Bossiness is not synonymous with leadership, despite what the recent movement claims. The difference? It’s all about the approach. I was a bossy child. In fact, I was so bossy that at four I was in charge of my single-parent family. I told my mom what to do and held her hostage to my whims. I bossed my friends around to the point I didn’t really have any. If my friends didn’t do it my way, I had a bad attitude or didn’t participate at all. That’s not leadership.
According to the dictionary, bossy is being “given to ordering people about; overly authoritative; domineering.” This is not a gender thing. Boys can be bossy. Girls can be bossy. Neither one of them are leaders. We don’t want to label “bossy” as a form of leadership. Why? Because these young girls and women will believe their approach is effective. They will get on teams and in companies and wonder why people aren’t following them. It’s another version of American Idol syndrome: “But my mom always said I was a great leader, why is no one following me?” People don’t want to follow bossy.
I was bossy – but I had the makings of a leader. I had vision, creativity, and a bias for action. Those are the qualities we should be praising, whether in children or adults, boys or girls. Here is how to turn bossy into leadership:
Be empathetic. Bossy people (and children) don’t think about others. Bossiness is very self-centered – this is how I want it approached. Leaders try to understand the others’ perspectives. Leaders think about what’s in it for the other person: how could this be a win-win situation?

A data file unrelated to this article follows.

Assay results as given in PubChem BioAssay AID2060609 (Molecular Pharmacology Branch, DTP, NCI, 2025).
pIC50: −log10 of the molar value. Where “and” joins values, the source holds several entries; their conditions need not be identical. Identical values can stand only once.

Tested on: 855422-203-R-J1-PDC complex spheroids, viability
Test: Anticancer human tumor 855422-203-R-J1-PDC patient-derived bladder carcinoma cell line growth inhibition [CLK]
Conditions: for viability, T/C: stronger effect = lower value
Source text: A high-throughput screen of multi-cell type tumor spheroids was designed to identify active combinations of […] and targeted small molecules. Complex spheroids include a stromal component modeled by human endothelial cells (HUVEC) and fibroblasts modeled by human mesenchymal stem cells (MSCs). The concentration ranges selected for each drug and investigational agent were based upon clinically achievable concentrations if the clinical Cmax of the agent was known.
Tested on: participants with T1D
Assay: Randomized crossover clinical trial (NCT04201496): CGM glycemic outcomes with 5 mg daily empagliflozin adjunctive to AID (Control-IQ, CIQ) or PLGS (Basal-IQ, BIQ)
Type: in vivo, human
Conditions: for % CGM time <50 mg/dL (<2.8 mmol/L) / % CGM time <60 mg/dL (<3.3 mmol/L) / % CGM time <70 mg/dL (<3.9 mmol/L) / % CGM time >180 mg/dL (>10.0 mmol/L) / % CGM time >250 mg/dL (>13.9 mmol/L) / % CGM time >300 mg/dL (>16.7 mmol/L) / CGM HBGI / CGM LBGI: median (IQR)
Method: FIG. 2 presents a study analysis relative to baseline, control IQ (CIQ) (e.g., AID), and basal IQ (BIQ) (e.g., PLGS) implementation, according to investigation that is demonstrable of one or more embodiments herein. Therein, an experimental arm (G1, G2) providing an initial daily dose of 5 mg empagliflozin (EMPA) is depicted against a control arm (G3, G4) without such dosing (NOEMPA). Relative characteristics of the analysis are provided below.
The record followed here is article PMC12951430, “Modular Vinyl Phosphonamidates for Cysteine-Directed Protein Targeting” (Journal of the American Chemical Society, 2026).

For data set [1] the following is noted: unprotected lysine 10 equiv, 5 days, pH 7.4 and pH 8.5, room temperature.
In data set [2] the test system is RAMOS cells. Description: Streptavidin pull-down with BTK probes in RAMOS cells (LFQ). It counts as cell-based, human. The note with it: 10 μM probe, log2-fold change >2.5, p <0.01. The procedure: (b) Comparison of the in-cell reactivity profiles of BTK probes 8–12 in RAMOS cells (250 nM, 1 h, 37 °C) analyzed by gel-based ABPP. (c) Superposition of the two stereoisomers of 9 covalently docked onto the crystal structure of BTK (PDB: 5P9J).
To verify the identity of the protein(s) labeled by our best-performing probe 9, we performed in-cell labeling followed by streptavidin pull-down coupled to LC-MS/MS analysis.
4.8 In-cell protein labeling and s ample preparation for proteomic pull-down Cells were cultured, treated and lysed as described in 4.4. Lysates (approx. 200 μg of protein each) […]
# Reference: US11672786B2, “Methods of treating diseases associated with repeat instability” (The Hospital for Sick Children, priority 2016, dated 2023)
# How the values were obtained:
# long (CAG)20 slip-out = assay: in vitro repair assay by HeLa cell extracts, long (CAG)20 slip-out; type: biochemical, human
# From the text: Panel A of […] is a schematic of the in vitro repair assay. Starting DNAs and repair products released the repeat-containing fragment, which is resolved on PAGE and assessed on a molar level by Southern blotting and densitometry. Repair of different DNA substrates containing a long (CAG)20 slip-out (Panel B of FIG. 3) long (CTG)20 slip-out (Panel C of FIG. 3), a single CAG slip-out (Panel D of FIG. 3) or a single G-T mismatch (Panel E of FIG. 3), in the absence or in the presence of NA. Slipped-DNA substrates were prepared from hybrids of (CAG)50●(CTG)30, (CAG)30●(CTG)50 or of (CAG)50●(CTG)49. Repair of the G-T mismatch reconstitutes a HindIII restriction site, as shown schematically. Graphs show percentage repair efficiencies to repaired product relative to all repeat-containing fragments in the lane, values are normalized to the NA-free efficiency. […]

Share the vision. Bossy people order others around without sharing the bigger picture. Leaders explain what the outcome will be if people follow. They focus on bringing people along with them, not dragging them along reluctantly.
Explain the whys. Bossy people don’t have time for “why,” and their best answer is “because I said so.” Leaders explain why the world will be a better place if the leader’s plan is followed. They explain why each person’s world individually will be a better place. They bring meaning to the individual.
Ask, even if it’s an order. Bossy people, well, boss people around. Do this. Don’t do that. Leaders learn to develop an asking culture, even if the ask is really a directive: “Would you be able to develop that project schedule by Friday, end of day, please?” People are more willing to do something if they are asked, even if they know it’s not really an option. Directives should be left for emergency or life-threatening situations.
Let’s not falsely name bossy as a leadership trait. We focus on the wrong thing when we “ban bossy.” That is a focus on gender differences. Bossy is bad regardless of gender. Instead, let’s recognize people for the leadership qualities they do have and help them refine the ones that need work. My daughter is bossy. You will never hear me praise her for that trait. But I will praise her for ingenuity, initiative, and drive. Let’s train our young leaders so they will be successful once they hit the workforce – because boy do I hate bossy, regardless of the age or gender of the person doing it.
Jana Axline is Chief Project Officer at Project Genetics and the author of Becoming You. Through her leadership musings, she inspires audiences to grow as leaders and ultimately achieve who they were created to be. For more information visit Project Genetics.